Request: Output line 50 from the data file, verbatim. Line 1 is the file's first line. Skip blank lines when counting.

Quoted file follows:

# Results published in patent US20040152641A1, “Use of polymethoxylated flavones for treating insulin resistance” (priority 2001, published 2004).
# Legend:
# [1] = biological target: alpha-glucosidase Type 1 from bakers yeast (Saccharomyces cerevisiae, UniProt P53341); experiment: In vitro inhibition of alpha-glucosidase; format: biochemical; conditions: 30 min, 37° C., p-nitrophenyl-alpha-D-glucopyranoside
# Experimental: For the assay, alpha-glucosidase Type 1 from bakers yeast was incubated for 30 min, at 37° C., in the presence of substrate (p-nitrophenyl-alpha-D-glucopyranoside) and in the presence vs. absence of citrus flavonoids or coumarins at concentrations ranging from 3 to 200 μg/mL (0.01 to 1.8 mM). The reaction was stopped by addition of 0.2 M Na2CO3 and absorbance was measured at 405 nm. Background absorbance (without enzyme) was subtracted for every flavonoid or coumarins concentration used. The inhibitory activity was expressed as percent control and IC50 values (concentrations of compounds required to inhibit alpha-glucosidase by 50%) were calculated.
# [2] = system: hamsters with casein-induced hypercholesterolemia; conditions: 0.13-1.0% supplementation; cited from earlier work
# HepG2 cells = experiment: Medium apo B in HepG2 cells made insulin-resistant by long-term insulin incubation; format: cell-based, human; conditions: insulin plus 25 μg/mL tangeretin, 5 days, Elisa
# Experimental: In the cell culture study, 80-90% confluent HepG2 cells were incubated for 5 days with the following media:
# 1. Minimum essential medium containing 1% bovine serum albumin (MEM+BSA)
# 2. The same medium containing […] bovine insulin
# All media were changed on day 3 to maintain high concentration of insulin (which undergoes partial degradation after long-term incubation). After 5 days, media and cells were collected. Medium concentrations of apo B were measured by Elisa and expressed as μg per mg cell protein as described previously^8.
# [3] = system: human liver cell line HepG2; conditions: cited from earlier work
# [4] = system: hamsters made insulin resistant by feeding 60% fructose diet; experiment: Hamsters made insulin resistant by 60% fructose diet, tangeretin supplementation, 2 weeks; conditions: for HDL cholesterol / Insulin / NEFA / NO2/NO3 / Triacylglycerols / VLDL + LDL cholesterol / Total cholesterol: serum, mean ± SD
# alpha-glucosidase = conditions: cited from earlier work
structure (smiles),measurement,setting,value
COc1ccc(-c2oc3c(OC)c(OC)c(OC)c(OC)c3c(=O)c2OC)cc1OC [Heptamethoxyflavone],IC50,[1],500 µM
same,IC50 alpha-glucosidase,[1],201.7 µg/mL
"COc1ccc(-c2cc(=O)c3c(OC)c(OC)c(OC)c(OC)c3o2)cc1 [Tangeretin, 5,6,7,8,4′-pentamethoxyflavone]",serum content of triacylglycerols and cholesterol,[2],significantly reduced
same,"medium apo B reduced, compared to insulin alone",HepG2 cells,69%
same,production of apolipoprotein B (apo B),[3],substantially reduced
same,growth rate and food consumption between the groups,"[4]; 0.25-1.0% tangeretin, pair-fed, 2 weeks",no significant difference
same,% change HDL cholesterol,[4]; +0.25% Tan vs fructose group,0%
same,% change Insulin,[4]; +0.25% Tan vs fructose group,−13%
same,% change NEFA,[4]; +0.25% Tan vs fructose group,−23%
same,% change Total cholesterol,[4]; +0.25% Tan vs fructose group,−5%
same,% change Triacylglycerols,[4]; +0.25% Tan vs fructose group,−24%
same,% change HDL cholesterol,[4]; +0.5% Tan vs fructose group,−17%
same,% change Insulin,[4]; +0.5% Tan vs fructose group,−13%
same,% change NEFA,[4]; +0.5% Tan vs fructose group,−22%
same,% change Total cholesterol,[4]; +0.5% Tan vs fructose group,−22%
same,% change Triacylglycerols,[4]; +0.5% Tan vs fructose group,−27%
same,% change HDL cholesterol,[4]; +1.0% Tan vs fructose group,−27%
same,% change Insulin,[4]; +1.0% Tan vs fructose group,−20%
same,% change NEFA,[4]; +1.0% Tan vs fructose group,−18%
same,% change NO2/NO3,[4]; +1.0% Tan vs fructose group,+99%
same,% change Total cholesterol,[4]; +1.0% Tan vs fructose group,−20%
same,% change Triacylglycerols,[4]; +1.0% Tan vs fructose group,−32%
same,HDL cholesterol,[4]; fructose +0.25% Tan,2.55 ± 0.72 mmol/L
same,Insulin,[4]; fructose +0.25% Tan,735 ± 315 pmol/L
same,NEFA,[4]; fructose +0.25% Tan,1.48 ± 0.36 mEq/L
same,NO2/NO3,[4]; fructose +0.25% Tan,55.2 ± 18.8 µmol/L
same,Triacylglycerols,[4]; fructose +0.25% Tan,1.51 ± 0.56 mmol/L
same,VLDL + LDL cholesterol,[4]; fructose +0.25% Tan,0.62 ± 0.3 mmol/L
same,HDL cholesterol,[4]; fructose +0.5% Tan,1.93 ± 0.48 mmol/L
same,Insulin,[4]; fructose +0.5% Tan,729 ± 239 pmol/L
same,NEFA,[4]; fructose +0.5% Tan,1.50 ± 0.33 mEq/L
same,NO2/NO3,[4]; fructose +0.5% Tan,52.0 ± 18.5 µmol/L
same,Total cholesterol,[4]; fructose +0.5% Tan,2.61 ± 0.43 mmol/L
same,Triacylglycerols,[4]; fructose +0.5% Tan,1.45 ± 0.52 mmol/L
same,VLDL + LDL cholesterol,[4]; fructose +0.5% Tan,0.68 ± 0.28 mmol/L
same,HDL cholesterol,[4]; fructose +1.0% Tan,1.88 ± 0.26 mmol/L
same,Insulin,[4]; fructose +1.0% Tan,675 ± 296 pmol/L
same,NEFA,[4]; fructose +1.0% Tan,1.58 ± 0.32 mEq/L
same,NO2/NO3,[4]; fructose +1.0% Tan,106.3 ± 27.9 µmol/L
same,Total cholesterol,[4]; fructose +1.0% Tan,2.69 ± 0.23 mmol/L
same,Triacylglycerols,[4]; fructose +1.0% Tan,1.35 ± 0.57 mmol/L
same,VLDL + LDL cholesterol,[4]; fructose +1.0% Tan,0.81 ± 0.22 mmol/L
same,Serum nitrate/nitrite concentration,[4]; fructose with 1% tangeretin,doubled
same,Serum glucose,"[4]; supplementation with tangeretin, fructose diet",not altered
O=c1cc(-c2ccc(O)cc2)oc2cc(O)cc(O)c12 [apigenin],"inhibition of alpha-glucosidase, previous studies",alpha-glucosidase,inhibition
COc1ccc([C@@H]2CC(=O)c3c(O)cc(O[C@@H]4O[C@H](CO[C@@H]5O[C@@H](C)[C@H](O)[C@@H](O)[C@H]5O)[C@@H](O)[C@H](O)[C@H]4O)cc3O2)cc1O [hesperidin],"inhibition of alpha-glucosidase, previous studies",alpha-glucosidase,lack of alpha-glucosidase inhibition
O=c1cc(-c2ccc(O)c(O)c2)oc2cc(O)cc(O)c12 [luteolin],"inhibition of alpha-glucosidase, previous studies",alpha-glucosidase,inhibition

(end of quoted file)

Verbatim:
same,HDL cholesterol,[4]; fructose +1.0% Tan,1.88 ± 0.26 mmol/L